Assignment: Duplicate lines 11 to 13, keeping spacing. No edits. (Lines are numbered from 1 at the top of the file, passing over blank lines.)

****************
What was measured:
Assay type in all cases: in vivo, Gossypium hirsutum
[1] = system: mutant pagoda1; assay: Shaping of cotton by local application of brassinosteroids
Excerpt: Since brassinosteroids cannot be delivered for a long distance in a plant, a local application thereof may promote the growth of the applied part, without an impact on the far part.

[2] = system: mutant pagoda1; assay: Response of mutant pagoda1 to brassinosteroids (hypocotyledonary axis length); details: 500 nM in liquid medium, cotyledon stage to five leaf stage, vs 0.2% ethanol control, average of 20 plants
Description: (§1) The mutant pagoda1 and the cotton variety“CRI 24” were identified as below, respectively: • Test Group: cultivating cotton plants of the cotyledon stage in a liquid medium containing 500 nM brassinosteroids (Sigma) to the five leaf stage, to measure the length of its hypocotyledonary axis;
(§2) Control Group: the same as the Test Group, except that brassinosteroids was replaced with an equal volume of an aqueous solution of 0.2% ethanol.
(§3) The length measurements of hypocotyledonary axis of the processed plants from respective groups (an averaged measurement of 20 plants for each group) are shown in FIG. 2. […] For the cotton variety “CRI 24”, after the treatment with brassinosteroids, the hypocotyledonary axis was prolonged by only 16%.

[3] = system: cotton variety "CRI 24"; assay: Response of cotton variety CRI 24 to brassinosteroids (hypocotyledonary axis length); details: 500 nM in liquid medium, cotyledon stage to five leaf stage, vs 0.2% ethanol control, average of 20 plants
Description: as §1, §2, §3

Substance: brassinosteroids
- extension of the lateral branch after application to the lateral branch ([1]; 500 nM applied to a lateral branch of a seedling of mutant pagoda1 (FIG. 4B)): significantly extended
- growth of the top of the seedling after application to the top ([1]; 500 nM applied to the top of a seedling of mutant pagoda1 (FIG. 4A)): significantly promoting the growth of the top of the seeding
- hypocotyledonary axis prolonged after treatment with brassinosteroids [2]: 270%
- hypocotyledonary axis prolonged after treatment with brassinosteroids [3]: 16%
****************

Substance: brassinosteroids
- extension of the lateral branch after application to the lateral branch ([1]; 500 nM applied to a lateral branch of a seedling of mutant pagoda1 (FIG. 4B)): significantly extended
- growth of the top of the seedling after application to the top ([1]; 500 nM applied to the top of a seedling of mutant pagoda1 (FIG. 4A)): significantly promoting the growth of the top of the seeding